More information from the National Association for Gifted Children:
Because gifted children demonstrate greater maturity in some domains over others, they may be at greater risk for specific kinds of social-emotional difficulties if their needs are not met. Gifted children may experience anxiety, heightened awareness, perfectionism, stress, issues with peer relationships, and concerns with identity and fit. Parents, adults, and caregivers may find it difficult to know how to handle their concerns and stay in tune with their child's specific needs, in order to shape a strong framework for social-emotional health.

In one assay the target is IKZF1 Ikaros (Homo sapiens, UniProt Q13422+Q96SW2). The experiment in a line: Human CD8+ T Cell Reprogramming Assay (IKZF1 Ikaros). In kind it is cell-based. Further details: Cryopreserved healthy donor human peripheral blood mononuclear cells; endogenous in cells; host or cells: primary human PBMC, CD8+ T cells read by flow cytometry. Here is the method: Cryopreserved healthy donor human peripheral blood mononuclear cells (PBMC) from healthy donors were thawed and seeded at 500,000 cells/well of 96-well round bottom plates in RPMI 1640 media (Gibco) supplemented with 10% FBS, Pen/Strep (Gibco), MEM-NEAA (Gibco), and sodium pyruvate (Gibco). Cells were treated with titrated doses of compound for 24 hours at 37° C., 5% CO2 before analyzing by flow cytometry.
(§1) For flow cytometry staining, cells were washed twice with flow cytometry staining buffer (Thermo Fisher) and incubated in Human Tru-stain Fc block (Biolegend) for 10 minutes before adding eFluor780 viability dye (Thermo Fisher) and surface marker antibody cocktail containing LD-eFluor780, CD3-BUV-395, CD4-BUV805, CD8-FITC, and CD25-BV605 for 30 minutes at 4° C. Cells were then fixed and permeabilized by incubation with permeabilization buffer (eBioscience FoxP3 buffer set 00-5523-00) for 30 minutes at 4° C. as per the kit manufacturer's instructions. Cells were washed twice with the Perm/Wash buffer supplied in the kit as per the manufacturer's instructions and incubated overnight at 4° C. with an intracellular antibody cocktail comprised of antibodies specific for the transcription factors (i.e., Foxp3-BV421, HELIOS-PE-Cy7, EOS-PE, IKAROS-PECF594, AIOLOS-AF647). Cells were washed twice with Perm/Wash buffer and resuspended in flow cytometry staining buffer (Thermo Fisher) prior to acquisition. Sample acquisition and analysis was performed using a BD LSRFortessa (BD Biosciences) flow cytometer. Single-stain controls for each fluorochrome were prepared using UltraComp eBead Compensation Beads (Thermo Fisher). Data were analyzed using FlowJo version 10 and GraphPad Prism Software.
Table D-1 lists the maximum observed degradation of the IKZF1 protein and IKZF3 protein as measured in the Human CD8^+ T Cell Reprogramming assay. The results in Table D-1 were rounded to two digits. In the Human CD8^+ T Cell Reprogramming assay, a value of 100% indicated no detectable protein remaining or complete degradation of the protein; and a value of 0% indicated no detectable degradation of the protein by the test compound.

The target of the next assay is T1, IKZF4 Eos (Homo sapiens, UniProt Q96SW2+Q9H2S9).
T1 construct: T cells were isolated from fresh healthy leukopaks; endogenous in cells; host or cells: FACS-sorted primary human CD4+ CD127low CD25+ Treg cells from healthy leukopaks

Children are gifted when their ability is significantly above the norm for their age. Giftedness may manifest in one or more domains such as; intellectual, creative, artistic, leadership, or in a specific academic field such as language arts, mathematics or science. Not all gifted children look or act alike. Giftedness exists in every demographic group and personality type. It is important that adults look hard to discover potential and support gifted children as they reach for their personal best.
Being gifted often comes with challenges like asynchronous development or social and emotional challenges. Parents can engage with their children to provide rich stimulation and learning experiences and discover ways to partner with schools and resources in the broader community to nurture their child’s specialized learning needs.
"Mindfulness, also called wise attention, helps us see what we’re adding to our experiences, not only during meditation sessions but also elsewhere."
– Sharon Salzberg